On Wednesday, big-box retailer Target will begin running ads about the world’s first “model-less” fashion show in New York on November 6 and 7, featuring a holographic illusion of three-dimensional, disembodied clothes. Yes, the Wall Street Journal reported this yesterday in an advertising story; what the Journal didn’t report is an innovation story on the technology behind the event and how it might save on fashion-show costs or be applied in other settings as a corporate communication or retail tool. I spoke with James Rock, a director of Musion Systems Limited, the maker of the hologram system used, on these topics. And I also chatted with fashion designer Isaac Mizrahi and long-time Target brand name, whose clothes will be featured alongside those of a number of high-profile designers creating exclusive “masstige” lines for Target this season.
First, let’s take a look at one of Target’s behind-the-scenes concept sketches for the fashion show, which will be staged at Grand Central Terminal’s Vanderbilt Hall, projected on a stage every ten minutes on November 6 from 12:00 p.m. until 12:00 a.m., and November 7 from 6:00 a.m. until 7:00 p.m.:
And here’s a glimpse of what this concept will look like at the Target fashion show:
The holographic effect used, from Musion, isn’t new—Richard Branson used it to address a conference in 2005. Here’s some YouTube video of the event:
You’ll see the hologram is eerily real, and it gives you a sense of what the Target experience might be like. According to Rock of Musion, the technology is based on an old-school magic trick from the 19th century, involving glass mirrors and reflections. The updated system involves giant foil screens instead of glass, and videotaping models whose images are projected against the foil, in High Definition. Their bodies are then edited out of the video. At the event, the taped images will be projected in front of live audience.
Rock won’t disclose the cost of the Target project, although he said it took about 10-12 weeks to develop on the Musion side, but that smaller holographic productions can take as little as 3-4 hours to produce or up to 3-4 years, depending on complexity. “Every project is bespoke,” Rock says. So far, the tech is favored by car-makers: BMW, Land Rover, GM, and Honda have used Musion holograms at trade events. Fiat used it at a product launch this year in Italy, showing off a customizable car at a public event in which consumers customized a car on a computer, and then this car was then transformed into a hologram before their eyes. In other words, they could see in 3D and in life-sized proportions, their custom car, in the colors they chose, with the features they chose, rather than merely on a flat computer monitor.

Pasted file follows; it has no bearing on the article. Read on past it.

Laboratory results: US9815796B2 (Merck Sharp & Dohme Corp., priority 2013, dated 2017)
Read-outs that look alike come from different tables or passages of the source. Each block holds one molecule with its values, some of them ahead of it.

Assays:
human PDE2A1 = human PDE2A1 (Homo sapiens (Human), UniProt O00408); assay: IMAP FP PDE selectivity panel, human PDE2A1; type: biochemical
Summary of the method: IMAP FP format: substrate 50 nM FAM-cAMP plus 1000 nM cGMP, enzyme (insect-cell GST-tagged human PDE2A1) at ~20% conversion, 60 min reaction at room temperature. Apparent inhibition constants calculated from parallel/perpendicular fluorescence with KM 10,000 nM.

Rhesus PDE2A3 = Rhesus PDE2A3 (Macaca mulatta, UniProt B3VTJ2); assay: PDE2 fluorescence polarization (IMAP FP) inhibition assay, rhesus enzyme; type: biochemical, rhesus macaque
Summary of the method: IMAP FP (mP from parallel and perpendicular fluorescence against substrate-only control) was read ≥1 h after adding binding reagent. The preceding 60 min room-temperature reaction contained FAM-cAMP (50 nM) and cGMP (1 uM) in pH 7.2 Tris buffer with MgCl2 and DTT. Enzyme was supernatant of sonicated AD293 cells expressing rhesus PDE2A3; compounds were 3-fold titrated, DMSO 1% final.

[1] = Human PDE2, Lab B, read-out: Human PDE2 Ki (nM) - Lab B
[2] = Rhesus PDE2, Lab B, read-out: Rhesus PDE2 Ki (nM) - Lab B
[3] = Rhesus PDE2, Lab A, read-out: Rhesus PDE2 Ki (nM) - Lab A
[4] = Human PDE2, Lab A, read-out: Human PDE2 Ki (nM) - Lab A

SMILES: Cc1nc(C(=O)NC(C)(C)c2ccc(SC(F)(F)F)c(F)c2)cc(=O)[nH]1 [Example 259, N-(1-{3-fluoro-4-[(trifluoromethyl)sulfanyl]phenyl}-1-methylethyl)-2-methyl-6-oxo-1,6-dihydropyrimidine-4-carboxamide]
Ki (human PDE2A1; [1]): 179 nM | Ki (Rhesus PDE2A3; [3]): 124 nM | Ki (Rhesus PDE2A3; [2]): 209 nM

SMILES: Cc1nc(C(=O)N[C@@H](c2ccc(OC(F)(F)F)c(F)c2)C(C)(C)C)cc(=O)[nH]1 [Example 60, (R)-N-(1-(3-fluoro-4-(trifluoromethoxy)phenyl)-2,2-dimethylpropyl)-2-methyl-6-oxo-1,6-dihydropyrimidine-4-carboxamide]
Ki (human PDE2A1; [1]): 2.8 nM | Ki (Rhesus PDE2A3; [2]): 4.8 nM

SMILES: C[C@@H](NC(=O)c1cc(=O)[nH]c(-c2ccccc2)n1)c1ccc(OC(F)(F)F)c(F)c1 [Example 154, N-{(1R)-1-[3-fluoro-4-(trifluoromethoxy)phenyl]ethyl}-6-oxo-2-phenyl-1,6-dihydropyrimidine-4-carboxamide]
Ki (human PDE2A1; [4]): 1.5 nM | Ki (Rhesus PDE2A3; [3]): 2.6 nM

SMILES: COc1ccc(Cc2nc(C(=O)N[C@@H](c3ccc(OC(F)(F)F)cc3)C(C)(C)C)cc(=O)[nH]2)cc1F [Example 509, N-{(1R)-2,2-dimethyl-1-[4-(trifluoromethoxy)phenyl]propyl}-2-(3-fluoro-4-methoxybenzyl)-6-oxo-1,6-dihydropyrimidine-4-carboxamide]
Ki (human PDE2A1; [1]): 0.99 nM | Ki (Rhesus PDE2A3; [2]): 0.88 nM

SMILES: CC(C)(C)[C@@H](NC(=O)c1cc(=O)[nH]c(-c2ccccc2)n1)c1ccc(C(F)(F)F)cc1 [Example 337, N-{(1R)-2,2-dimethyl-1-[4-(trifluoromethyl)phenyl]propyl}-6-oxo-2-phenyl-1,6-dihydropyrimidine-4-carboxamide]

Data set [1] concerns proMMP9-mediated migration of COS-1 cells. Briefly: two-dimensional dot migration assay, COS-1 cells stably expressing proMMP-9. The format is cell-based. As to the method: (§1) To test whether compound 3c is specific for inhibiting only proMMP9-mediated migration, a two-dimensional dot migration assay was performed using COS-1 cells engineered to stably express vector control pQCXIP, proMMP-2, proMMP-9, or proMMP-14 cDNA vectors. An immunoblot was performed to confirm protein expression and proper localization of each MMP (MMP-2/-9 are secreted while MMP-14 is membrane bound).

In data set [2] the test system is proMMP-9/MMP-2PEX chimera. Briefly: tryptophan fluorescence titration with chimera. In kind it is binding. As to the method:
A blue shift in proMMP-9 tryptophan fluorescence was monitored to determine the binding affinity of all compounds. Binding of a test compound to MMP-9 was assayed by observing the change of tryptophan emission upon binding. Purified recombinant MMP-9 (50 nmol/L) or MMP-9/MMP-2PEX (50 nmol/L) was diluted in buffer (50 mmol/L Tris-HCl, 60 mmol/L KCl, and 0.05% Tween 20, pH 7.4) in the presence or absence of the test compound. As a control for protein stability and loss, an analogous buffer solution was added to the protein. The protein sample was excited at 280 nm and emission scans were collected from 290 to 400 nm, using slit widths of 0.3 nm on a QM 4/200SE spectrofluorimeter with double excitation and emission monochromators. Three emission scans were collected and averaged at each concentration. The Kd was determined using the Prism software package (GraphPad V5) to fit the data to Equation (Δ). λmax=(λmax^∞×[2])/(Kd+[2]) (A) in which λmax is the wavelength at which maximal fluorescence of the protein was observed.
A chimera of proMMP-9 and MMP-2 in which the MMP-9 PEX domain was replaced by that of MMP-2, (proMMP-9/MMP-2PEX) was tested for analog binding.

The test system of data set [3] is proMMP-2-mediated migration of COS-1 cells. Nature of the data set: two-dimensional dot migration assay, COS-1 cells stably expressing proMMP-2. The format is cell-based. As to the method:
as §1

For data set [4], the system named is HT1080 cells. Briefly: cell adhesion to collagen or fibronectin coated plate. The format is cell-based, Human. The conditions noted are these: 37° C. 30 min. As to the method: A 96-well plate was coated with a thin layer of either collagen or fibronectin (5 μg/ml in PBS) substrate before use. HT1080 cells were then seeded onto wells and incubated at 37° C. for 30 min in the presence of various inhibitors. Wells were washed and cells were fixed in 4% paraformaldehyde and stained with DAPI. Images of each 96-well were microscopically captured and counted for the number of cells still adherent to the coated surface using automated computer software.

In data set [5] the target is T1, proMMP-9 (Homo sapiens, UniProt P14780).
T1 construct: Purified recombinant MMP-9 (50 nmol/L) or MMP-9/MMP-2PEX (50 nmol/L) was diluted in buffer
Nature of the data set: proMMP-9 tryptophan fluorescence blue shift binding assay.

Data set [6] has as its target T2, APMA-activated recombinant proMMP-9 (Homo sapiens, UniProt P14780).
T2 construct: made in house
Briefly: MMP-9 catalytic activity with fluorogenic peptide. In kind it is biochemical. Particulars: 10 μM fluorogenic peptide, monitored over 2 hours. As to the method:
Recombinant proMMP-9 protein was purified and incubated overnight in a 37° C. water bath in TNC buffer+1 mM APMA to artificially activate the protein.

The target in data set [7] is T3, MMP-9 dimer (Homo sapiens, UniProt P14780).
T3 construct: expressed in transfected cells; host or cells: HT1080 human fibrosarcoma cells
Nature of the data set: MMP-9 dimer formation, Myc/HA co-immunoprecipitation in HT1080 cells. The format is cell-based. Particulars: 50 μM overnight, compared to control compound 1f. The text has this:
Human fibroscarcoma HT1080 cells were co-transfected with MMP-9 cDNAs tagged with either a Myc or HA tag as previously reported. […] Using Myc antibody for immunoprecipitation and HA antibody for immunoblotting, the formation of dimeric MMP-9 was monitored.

But other types of companies have used it as well to showcase products – General Electric and Adidas, for example.
Rock foresees the technology as a potential way of conducting business meetings, the next step beyond sophisticated video conferencing such as HP’s Halo system. Holograms provide an even more realistic presence for remote workers at meetings than a flat, ultra-high-resolution screen.
Isaac Mizrahi, the fashion designer, told me he thinks that the holograms might evolve into an innovative retail feature. “I keep thinking, wouldn’t it be great to go into a dressing room and see how clothes might fit without having to putting them on?” He says, adding that perhaps stores might feature 3D holograms for customers to see on body types that match their own. “I think there are so many ways this technology will advance and help fashion develop.”
Mizrahi also feels that the continuous, every-ten-minutes public fashion show “democratizes fashion even further,” he says, referring to Target’s famous design-for-all strategy. “The show gives Target guests—which is what the company calls customers--put themselves in the clothes.”
Laura Sandall, Target's director of events marketing and publicity, also says that the holographic show is “cost effective.” A typical fashion show, she says, costs about $200,000 to produce. And, if you’ve ever been to one, you know that they only last about 15 minutes. The Model-less shows on November 6 and 7 will be shown 144 times, says Sandall.
“We expect 750,000 people to pass through Vanderbilt Hall. We will hit over a million people each day,” Sandall says. “And then it will live online, on Target.com, Facebook, and YouTube.” The goal is to spread the video virally, too.
We have about a week until the Model-less show debuts. It will be interesting to see how the public responds. And how Target responds, as the company now has pressure to “best itself,” as Sandall says, after staging this spectacle that just might inspire some innovative new uses of holograms and holographic technologies.
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